The fabric I’ve chosen is one of Liberty’s Art Fabrics. Thankfully donated by my good friends at Smith & Downes (, as it’s quite expensive!
For this process you will need a smooth surface or board, I use another old Formica shelf, some wide brushes, paste, a trigger spray and a backing paper. As mentioned earlier I'll be using Tosa Washi as it is thin but very strong and a board to transfer the backed book cloth onto, to dry. 

Cut the Tosa Washi slightly larger than the Cloth. Around 10mm all round should be fine.
Fabric has a grain too, this is seen in the warp and weft of the weave. The weft moves from left to right and the grain runs with the warp. So keep this in mind when cutting your cloth.

Firstly place the cloth face down on the smooth surface and spray the back with water. Smooth out the cloth with a wide soft brush.

Next paste out a piece of Japanese paper that is a centimeter larger than the cloth all round. Using a piece of dowel or slightly rounded piece of wood, pick up the pasted paper and transfer it to the dampened cloth.

Smooth the surface with a dry wide brush and with a firmer brush push the paper into the surface of the cloth to ensure it’s completely attached.
We now need to transfer the backed cloth to another board to dry. I use a piece of MDF for this. Brush a little paste to the edge of the backed cloth and place a small piece of paper to make removing it a bit easier later.

I now gently lift the whole damp, pasted cloth and paper from the Formica to the MDF and smooth it off with the dry brush. I've read that it is possible to transfer simply by pressing the one board to the other. Effectively sandwiching the cloth between boards but it never seems to work for me.

Allow to dry thoroughly before removing from the board with a blunt knife. Trim the edges and you now have a strong non-porous cloth that doesn’t stretch and can be worked like paper.

We will now use the prepared cloth to make the covers. To measure up the covers fold roughly 15mm along the spine edge of the cloth. Place the book on top so that the edge of the cloth is just visible. 

Leave roughly 15mm at the head and with the point of your bone folder mark the outside measurements of your book onto the back of the cloth. You can use a rule so as not to damage the books edges.  

A faint burnished line should be visible. Leave 15mm excess at the tail and 25mm on the fore edge and trim.
Now fold the head and tail turn-ins first then the fore edge and cut the excess material at the corners with a pair of sharp scissors or shears.

Place the book in place exactly where it needs to be and holding it firmly at the spine pull the book back and apply a few spots of paste. Drop the book back onto the cover then repeat the process for the other side.
Finally paste down the fore edge and the book is ready for piercing.

To make piercing the book easier make a template for the holes rather than marking the material. Cut a piece of paper with the exact dimensions as the spine edge. Draw a line 10mm in from the spine and mark two points 20mm in from each end. Divide the space between these two points by three and this will give you the measurement for the last two holes.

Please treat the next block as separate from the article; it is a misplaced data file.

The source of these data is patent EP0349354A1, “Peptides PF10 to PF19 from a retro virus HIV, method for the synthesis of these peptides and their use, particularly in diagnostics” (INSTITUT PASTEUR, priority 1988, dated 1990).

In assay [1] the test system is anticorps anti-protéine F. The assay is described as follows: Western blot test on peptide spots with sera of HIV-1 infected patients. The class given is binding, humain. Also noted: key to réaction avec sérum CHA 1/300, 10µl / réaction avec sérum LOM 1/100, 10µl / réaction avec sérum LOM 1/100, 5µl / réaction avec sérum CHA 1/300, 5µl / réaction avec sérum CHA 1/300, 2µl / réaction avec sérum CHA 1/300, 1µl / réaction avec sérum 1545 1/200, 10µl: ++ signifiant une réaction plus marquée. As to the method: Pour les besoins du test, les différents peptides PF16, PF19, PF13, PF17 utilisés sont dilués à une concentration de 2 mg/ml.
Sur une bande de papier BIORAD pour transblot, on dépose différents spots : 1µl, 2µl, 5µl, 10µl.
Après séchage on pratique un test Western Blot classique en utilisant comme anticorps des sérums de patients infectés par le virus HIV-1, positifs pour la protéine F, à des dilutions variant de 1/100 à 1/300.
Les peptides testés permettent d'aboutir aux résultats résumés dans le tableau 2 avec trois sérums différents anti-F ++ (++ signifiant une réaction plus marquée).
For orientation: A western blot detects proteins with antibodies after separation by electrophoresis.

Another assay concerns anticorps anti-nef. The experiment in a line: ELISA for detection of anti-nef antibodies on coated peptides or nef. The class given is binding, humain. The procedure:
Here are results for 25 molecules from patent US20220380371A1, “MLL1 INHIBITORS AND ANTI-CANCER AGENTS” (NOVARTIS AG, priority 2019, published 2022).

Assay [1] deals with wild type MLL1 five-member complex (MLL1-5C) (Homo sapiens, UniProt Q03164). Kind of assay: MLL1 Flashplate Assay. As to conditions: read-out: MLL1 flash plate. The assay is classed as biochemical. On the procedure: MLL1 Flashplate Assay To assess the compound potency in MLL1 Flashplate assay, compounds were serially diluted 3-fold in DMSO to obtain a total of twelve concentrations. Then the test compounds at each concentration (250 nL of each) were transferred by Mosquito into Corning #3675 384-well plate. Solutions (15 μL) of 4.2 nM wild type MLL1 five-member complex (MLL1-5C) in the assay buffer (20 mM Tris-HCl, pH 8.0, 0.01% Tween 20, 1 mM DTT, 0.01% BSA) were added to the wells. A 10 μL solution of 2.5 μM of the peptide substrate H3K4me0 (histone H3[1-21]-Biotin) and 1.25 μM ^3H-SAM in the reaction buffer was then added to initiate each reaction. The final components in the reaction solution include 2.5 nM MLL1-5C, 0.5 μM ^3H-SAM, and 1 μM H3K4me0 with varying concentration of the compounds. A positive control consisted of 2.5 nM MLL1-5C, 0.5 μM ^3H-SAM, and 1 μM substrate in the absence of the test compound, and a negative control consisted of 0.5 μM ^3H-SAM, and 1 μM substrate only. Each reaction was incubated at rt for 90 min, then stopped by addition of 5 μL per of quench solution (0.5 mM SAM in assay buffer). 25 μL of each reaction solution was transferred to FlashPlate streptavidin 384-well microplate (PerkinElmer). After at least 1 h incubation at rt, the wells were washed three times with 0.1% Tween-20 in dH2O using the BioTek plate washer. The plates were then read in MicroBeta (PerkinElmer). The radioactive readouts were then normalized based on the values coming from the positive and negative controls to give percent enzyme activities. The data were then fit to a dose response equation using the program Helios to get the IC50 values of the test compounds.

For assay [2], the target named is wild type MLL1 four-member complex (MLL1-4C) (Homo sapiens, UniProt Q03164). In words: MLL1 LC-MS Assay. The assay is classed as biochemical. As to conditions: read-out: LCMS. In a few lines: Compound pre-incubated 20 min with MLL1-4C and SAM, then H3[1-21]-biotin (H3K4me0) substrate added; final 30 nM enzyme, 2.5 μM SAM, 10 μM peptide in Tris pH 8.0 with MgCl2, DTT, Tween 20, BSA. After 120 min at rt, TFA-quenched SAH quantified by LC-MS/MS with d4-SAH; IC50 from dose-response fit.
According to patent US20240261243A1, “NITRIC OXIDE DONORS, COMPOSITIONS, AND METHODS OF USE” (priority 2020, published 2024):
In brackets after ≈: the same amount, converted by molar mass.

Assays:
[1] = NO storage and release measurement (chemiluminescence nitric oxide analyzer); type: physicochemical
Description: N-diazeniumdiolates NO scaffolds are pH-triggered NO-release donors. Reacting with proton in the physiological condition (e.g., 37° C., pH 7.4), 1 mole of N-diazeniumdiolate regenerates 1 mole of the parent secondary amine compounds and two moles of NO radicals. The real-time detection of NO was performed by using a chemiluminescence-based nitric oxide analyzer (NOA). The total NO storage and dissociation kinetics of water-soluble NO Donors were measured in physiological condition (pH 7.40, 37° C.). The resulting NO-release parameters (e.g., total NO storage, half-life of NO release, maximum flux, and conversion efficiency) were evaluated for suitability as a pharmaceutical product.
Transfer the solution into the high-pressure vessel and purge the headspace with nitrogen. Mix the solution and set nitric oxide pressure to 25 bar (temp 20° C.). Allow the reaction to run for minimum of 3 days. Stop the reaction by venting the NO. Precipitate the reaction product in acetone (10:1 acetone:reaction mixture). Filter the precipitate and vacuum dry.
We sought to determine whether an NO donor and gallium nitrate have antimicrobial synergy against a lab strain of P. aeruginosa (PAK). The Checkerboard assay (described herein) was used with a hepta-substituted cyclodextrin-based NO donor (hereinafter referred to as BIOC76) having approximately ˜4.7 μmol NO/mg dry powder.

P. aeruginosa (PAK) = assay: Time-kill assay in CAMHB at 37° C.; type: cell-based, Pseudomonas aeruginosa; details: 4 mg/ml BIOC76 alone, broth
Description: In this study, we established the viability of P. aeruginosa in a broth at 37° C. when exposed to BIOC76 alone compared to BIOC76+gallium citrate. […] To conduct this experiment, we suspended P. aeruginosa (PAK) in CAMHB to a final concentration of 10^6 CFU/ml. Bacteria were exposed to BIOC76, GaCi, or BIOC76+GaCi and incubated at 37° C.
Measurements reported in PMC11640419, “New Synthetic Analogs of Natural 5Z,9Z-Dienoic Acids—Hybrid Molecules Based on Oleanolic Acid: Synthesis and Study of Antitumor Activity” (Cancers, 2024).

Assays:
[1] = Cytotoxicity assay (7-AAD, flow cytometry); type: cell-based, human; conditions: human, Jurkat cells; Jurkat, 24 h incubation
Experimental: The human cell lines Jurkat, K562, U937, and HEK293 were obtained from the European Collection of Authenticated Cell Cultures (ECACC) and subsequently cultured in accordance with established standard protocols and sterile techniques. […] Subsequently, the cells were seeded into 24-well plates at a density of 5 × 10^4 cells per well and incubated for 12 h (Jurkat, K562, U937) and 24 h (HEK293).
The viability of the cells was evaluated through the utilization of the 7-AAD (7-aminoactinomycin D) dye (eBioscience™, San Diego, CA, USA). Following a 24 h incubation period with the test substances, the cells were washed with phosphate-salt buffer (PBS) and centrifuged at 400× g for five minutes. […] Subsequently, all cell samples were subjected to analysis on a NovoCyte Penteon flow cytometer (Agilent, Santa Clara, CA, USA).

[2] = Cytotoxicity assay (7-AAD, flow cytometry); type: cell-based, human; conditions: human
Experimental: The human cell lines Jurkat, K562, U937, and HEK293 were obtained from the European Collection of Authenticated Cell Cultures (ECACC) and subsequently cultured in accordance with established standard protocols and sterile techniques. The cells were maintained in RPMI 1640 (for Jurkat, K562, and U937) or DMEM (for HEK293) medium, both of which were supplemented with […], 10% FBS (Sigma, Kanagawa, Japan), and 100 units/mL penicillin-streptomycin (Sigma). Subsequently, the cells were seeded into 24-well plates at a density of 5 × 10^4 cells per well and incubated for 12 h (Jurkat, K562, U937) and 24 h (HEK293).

Place the template to the spine and prick through the template firmly to mark your holes. Then using a punch and a mallet make your holes.

We are now ready to sew the book. Thread your needle with plenty of thread; I’ve used a green dyed linen thread from J Hewit & Sons but any thread is fine. Thread with a little weight to it tends to look better though.
This style of binding starts and finishes inside the book so the final knot is hidden.
Remember to keep your sewing tight.
First take a few of the sheets, and the back cover, and gently open the book to the punched holes. Locate the second hole from the tail and push the needle up through the book and front cover. Pull the thread through leaving a tail poking out from the fore edge.

Now hold the book so that the spine is facing up and the back cover is facing you. The thread will be protruding from the front cover.
Bring the thread over the spine and push the needle back through the same hole. You should now have a stitch looped over the spine.  

Now move along to the left push the needle through the next hole and then go over the spine and back through the same hole. You should now be on the back of the book. 

Move along to the left; go through that hole and over the spine again. Now take the thread around the head and back through the nearest hole. 

Take the thread in and out of all the holes back towards the tail. Sew over the spine and around the tail edge, which leaves us our final stitch.

Open the book where the initial tail of thread is poking out from the fore edge and hold open. Now push the needle through the final stitch into the book so that it joins the first stitch. 

Pull tight and tie these two threads together with a double knot and trim the excess.

The book is now complete. Traditionally a title strip would be attached to the front cover but I prefer them without, especially when using decorative fabrics and papers. 

I hope you manage to find time to give this process a try.

Take care.